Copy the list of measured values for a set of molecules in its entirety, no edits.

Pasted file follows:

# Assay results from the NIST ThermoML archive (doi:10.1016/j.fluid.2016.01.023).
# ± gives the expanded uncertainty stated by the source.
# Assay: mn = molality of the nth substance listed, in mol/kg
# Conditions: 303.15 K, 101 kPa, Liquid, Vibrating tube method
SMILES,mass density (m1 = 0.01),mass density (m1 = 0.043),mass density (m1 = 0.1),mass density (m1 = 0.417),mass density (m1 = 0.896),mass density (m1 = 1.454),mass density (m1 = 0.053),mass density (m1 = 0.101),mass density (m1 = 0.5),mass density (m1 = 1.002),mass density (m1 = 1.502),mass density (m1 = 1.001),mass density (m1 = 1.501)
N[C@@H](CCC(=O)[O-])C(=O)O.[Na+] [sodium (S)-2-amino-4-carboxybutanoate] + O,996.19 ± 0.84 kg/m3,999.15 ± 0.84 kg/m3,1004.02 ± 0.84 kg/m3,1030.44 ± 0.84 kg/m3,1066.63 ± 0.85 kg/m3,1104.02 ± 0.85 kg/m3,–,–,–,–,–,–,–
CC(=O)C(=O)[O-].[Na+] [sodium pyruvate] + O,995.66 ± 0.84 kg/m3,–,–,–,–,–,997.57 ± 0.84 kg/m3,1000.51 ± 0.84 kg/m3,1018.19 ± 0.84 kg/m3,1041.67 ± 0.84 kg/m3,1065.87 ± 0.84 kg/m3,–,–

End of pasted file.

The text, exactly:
# Assay results from the NIST ThermoML archive (doi:10.1016/j.fluid.2016.01.023).
# ± gives the expanded uncertainty stated by the source.
# Assay: mn = molality of the nth substance listed, in mol/kg
# Conditions: 303.15 K, 101 kPa, Liquid, Vibrating tube method
SMILES,mass density (m1 = 0.01),mass density (m1 = 0.043),mass density (m1 = 0.1),mass density (m1 = 0.417),mass density (m1 = 0.896),mass density (m1 = 1.454),mass density (m1 = 0.053),mass density (m1 = 0.101),mass density (m1 = 0.5),mass density (m1 = 1.002),mass density (m1 = 1.502),mass density (m1 = 1.001),mass density (m1 = 1.501)
N[C@@H](CCC(=O)[O-])C(=O)O.[Na+] [sodium (S)-2-amino-4-carboxybutanoate] + O,996.19 ± 0.84 kg/m3,999.15 ± 0.84 kg/m3,1004.02 ± 0.84 kg/m3,1030.44 ± 0.84 kg/m3,1066.63 ± 0.85 kg/m3,1104.02 ± 0.85 kg/m3,–,–,–,–,–,–,–
CC(=O)C(=O)[O-].[Na+] [sodium pyruvate] + O,995.66 ± 0.84 kg/m3,–,–,–,–,–,997.57 ± 0.84 kg/m3,1000.51 ± 0.84 kg/m3,1018.19 ± 0.84 kg/m3,1041.67 ± 0.84 kg/m3,1065.87 ± 0.84 kg/m3,–,–